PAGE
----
Protein analysis

Culture filtrates for protein analysis were recovered by transfer of the culture broth to a spin column, which was centrifuged at 8000 rpm for 3 min. The filtrate from the column was then used for protein assays.

The protein profile was investigated with SDS-PAGE gels (8–16% Tris–glycine mini gel; Invitrogen, Carlsbad, CA, USA). Accordingly, 15 μl of the filtered culture broth was mixed in a 5:1 ratio with loading dye [Laemmli buffer/2-mercaptoethanol (4:1)] and boiled for 5 min at 95 °C. The mixture was loaded together with 5 μl of the Novex sharp prestained protein standard molecular weight markers (Thermo Fisher Scientific, Waltham, MA USA) and separated for 65 min at 140 V. The gel was then stained with SimplyBlue safe stain (Thermo Fisher Scientific, Waltham, MA USA).

Protein concentrations were measured with the Bradford Protein Assay (Bio-Rad, Hercules, CA, USA). The assay reagent was diluted 1:5 and 200 ml were added to a 96-well plate together with 5 μl of culture filtrate. Bovine gamma globulin (Thermo Fisher Scientific, Waltham, MA USA) was added as a standard (0–2 g/l) [11]. The absorbance measurement was performed at 595 nm.

CMCase and xylanase activity was measured with the DNS method [65] with 1% (w/v) sodium carboxymethylcellulose (CMC) or beechwood xylan as substrate in 50 mM sodium acetate buffer pH 5. For the assay, culture filtrates were diluted either 1:20 or to 50 μg protein/ml and 10 μl were added in triplicates to a 96-well PCR plate together with 70 μl of the polysaccharide substrates. Monomeric sugar standards (d-glucose for CMCase and d-xylose for xylanase) ranging from 0 to 12.5 uM was added in duplicates to each plate. All assays were performed in PCR cyclers for 30 min at 65 °C. The reactions were stopped via adding 80 μl of the DNS reagent and boiling for 5 min at 95 °C. The amount of released sugars was measured at λ = 540 nm. One unit of enzyme activity (U/ml) was defined as amount of released sugar (nmol) per time (min) per volume of culture supernatant (ml). Assays for p-nitrophenyl β-d-cellobioside (pNPC) and p-nitrophenyl β-d-glucopyranoside (pNPG) were performed as previously described [66].

Glucose release from Avicel (2%) was measured by diluting filtrates (40 μl) from d-xylose (0.90 mg/ml), l-arabinose (0.61 mg/ml) and cellobiose (0.56 mg/ml) cultures into 200 μl of 50 mM NaOAc buffer pH 5.0 containing 0.6 mM ascorbate and incubating the reactions at 50 °C and 180 rpm for 24 h. After 24 h, glucose was measured using a YSI 2500 (YSI Incorporated, Yellow Springs, Ohio, USA).

Availability of data and materials

The RNA-seq datasets generated and/or analyzed during the current study are available in the NCBI Sequence Read Archive (SRA) in Bioproject PRJNA681608 under Biosamples SAMN19237569–SAMN19237583.


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This work was supported by the German Academic Exchange Service (DAAD) through a granted stipend to R.G. (Jahresstipendien für Doktorandinnen und Doktoranden, Studienjahr 2018/19 under the Program Number 57380837). Additional funding for student internships was provided by the Austrian Marshall Plan Foundation (L.F., R.G.). Portions of this work were funded by the U.S. Department of Energy, Office of Energy Efficiency and Renewable Energy, Bioenergy Technologies Office. Portions of this work were performed at the DOE Joint BioEnergy Institute ( supported by the U.S. Department of Energy, Office of Science, Office of Biological and Environmental Research, through contract DE‑AC02‑05CH11231 between Lawrence Berkeley National Laboratory and the U.S. Department of Energy. The U.S. Government retains and the publisher, by accepting the article for publication, acknowledges that the U.S. Government retains a nonexclusive, paid up, irrevocable, worldwide license to publish or reproduce the published form of this work, or allow others to do so, for U.S. Government purposes.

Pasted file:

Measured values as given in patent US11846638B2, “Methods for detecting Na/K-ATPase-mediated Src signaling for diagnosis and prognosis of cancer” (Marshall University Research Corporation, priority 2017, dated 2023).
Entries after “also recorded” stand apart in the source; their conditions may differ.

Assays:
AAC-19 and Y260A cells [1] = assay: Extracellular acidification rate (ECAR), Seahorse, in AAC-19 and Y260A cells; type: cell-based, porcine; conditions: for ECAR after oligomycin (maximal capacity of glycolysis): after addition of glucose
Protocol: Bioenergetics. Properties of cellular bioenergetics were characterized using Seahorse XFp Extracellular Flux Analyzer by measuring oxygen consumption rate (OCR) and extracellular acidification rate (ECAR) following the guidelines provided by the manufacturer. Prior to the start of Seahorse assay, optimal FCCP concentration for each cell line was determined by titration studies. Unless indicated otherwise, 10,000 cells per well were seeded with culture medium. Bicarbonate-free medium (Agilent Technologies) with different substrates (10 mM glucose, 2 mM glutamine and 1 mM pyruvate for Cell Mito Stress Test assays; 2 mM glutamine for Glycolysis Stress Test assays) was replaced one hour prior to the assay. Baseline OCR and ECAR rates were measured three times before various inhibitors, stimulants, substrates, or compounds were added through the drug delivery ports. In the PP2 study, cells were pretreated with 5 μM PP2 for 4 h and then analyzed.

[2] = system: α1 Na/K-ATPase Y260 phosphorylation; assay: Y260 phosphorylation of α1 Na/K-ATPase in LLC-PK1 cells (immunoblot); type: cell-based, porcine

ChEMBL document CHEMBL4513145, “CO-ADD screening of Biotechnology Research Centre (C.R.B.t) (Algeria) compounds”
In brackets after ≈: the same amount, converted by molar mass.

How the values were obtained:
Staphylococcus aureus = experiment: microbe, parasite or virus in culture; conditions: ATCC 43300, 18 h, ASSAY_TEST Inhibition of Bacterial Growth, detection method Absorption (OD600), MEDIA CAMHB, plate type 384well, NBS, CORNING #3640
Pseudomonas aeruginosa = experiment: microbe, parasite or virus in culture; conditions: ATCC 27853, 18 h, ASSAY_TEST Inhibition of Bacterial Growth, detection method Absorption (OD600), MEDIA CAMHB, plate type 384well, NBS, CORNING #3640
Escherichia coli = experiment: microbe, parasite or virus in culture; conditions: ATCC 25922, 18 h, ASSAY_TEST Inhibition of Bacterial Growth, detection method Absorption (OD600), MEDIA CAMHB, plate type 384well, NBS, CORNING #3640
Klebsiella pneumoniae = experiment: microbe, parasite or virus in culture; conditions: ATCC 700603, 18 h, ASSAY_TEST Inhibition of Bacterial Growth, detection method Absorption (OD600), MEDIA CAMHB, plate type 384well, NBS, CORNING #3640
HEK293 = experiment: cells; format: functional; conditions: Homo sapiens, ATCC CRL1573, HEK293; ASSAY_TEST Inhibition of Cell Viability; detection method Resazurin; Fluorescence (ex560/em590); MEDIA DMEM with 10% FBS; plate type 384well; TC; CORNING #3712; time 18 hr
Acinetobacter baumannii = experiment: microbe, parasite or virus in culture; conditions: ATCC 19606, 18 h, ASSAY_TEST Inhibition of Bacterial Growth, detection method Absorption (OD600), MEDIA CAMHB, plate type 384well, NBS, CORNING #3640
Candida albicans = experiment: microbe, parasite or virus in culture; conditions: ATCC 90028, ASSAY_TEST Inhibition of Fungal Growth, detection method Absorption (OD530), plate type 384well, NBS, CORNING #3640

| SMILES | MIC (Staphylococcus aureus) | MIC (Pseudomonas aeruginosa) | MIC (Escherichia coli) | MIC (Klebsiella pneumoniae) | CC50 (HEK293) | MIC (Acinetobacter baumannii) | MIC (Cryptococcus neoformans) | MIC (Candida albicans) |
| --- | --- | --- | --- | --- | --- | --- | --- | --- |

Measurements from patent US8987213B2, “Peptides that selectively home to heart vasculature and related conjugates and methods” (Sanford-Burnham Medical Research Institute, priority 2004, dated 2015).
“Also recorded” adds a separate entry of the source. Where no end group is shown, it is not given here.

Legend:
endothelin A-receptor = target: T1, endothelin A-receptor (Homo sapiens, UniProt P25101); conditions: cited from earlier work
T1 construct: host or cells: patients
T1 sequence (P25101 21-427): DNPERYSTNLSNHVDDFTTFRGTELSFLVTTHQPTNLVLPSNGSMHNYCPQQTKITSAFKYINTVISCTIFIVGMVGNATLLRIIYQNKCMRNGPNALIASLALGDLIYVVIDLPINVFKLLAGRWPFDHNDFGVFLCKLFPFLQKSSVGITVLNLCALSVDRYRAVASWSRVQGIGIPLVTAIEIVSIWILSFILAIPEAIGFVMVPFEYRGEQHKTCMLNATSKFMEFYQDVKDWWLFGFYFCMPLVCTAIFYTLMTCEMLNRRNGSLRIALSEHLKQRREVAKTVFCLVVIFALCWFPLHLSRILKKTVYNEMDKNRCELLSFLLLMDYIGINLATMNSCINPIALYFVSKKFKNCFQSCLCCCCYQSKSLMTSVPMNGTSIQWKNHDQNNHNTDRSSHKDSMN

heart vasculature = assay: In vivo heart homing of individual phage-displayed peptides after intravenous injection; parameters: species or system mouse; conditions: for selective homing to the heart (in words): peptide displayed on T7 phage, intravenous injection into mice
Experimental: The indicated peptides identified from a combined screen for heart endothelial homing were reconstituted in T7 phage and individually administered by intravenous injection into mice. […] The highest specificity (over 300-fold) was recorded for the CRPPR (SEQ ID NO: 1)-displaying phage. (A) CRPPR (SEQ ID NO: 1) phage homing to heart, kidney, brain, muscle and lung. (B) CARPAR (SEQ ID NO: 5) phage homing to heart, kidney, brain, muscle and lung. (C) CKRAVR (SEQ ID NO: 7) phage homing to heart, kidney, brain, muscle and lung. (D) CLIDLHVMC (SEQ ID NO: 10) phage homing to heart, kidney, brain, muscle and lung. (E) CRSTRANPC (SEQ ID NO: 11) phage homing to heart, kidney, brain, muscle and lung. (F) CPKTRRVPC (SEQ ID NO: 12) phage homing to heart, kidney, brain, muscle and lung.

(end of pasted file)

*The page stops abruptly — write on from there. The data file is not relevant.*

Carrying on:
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RG, SWS, AF and TS designed experiments; RG, RM, LF, CH and SH performed research; RG and SWS wrote the manuscript. All authors read and approved the final manuscript.

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Correspondence to Steven W. Singer.

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Additional file 1: Figure S1.

Overview of the putative D-xylose and L-arabinose assimilation pathway in T. aurantiacus. The table contains a heat map of the putative pathway genes shown below. The predicted orthologues of A. niger are shown on the right hand side. Enzymes and intermediates of the pathway are shown below, where high expression is indicated during L-arabinose (Ara) or D-xylose (Xyl) feed or NA if the predicted gene could not be identified for T. aurantiacus. Red indicates high and blue low gene expression. Figure S2. Comparison of genes related to the unfolded protein response in T. aurantiacus under different growth conditions. Bars (mean) and error bars (standard deviation) were calculated from 3 biological replicates, asterisks indicate statistical significance compared to the no carbohydrate condition (pval < 0.05). Figure S3. Regulation trends of T. aurantaicus genes that are putative orthologues of transcriptional CAZy regulators in A. niger. Numbers represent T. aurantaicus protein IDs from the JGI MycoCosm database (43) and gene names refer to the A. niger genes showing the highest similarity based on BLAST searches using gene sequences. Conditions are indicated as follows: Xyl, Cel and Ara = D-xylose, cellobiose and L-arabinose feed, Glu = high D-glucose medium and NC = no carbohydrate medium. Each bar represents the average of 3 biological replicates and error bars are standard deviations of those replicates. A statistical significant difference to the glucose codnitons is marked with asterisks below each bar (pval < 0.05).

Additional file 2.

Tables for differential expression by T. aurantiacus induced with C5 and C6 sugars. Data is shown for genes whose differential expression has an adjusted pval < 1.

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Gabriel, R., Mueller, R., Floerl, L. et al. CAZymes from the thermophilic fungus Thermoascus aurantiacus are induced by C5 and C6 sugars. Biotechnol Biofuels 14, 169 (2021).